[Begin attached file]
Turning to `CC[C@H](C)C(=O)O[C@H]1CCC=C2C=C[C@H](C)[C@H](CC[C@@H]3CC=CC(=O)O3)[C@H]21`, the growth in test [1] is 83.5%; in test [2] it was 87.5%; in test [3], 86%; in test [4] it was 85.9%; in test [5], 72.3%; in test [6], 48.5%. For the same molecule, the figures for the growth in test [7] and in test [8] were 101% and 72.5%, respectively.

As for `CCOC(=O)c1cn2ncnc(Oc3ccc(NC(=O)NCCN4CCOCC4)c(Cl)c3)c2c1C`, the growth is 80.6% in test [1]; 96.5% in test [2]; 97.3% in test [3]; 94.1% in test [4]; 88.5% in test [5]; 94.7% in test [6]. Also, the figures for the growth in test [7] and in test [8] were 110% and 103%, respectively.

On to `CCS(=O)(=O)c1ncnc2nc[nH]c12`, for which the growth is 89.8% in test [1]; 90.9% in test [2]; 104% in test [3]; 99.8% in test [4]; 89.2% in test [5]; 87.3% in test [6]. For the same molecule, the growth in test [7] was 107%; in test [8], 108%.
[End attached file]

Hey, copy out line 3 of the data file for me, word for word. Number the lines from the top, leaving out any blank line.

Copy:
On to `CCS(=O)(=O)c1ncnc2nc[nH]c12`, for which the growth is 89.8% in test [1]; 90.9% in test [2]; 104% in test [3]; 99.8% in test [4]; 89.2% in test [5]; 87.3% in test [6]. For the same molecule, the growth in test [7] was 107%; in test [8], 108%.